PWIAS Roundtable: “Geopolitical Economies of Development and Democratization in East Asia”

 
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Peter Wall Institute for Advanced Studies in University Centre

This past May 27-29, some 38 scholars from UBC and around the world participated in the Peter Wall Institute for Advanced Studies (PWIAS) International Research Roundtable entitled “Geopolitical Economies of Development and Democratization in East Asia,” for which Jamie Peck and I served as co-investigators. The roundtable grew in part out of ongoing collaboration between myself, Professor Bae-Gyoon Park of Seoul National University, and Professor Jinn-yuh Hsu of National Taiwan University. We have been working with a loosely organized network of researchers (both professors and graduate students), primarily from East Asia, within what we informally call the “East Asian Geopolitical Economy Research Network.” There have been to date several meetings and workshops involving members of this network, including two in Seoul, and the PWIAS International Research Roundtable here at UBC’s Green College Coach House—funded very generously by Wall and also by SSHRC—was the latest installment of these meetings.

The purpose of the PWIAS roundtable was also to expand somewhat the geographic reach and number of participants in the network, an effort in which we were successful. Thematically, one of the main purposes was to explore the concept of geopolitical economy (GPE) and to investigate—in part through case studies and in part through theoretical work—the ways that specific concepts of GPE as an approach to research might either help or hinder our understanding of East Asian development. The range of papers and presentations for the roundtable—including both a variety of approaches to GPE and some approaches critical of GPE—pushed forward that agenda.

We were fortunate in organizing the roundtable to be able to bring in a long list of excellent keynote speakers, whose talks provided a focus for specific sections of the roundtable and the papers being presented in those sections. These keynote addresses—by Bob Jessop, Distinguished Professor of Sociology at the University of Lancaster, Garry Rodan, Australian Professorial Fellow and Professor of Politics and International Studies at the Asia Research Centre of Murdoch University, Ngai-Ling Sum, Reader in Cultural Political Economy in the Department of Politics, Philosophy, and Religion at the University of Lancaster, Helga Leitner, Professor in the Department of Geography at UCLA, Eric Sheppard, Humboldt Chair and Professor in the Department of Geography at UCLA, and Bruce Cumings, Gustavus F. and Ann M. Swift Distinguished Service Professor in History at the University of Chicago—are available as video (Cumings) or audio files (all others), at the roundtable website (http://geopolecon.pwias.ubc.ca/public-events).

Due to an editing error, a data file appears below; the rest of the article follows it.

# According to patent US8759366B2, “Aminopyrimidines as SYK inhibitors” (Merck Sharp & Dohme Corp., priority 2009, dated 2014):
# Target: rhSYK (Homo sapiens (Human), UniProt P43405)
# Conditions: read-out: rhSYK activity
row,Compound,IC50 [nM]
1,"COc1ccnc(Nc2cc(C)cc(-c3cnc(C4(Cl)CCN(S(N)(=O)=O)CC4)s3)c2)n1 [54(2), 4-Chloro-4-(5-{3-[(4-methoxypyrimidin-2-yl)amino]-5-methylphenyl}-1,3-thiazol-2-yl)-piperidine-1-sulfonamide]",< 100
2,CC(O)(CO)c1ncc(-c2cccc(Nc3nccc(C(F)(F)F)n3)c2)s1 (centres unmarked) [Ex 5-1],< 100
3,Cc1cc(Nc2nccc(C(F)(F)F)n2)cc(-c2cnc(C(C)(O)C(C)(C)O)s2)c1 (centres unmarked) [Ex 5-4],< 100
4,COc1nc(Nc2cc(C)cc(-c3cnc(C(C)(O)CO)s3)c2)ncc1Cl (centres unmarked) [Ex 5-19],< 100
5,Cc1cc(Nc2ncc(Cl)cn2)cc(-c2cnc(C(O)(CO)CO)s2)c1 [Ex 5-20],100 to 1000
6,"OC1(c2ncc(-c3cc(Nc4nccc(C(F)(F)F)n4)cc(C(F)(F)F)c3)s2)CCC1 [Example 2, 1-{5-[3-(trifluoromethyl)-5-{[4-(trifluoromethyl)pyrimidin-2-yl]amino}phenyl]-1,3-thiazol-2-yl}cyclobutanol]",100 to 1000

In addition to these keynote addresses there were twenty paper presentations (see http://geopolecon.pwias.ubc.ca/abstracts-0) by scholars from Australia, Canada, Germany, Hong Kong, Japan, New Zealand, Singapore, South Korea, Taiwan, the UK, and the US. Overall, this made for a very rich—and tiring—three days. (One participant generated hearty laughter from the audience with a reference to “the Glassman death march”!)

The proceedings were helped enormously by the work of our Research Assistants (RAs), Szu-Yun Hsu, Mike Krebs, and Debolina Majumder, who not only played central roles in the logistical preparations but participated as discussants in the roundtable sessions. In addition, we were able to schedule a number of activities linked to the workshop—largely through the efforts of the RAs—such as a workshop for UBC Geography graduate students on field research challenges, led by Helga Leitner and Eric Sheppard, and field trips around UBC (the “Land Beneath our Feet” tour of UBC led by Spencer Lindsay) and the Vancouver downtown eastside (a tour of the gentrification process led by Ivan Drury). Particularly for the large contingent of scholars from Japan, South Korea, and Taiwan who intensively study urbanization, the Vancouver downtown eastside tour was particularly eye-opening—indeed, I think it was for all of us.

Along with those already mentioned, a number of people helped us make the roundtable a success by doing things ranging from arranging room bookings and ordering food to helping the participants with a whole range of issues. I’d like especially to thank Bernadette Mah at PWIAS, Rosa Park and Hanbyul Shim for recording the keynote addresses, and our own Sandy and Mimi for the considerable extra work they took on to help out with the event. The geopolitical economy of international roundtable events is both extensive and intensive!

By Professor Jim Glassman
Photo by Mimi Yu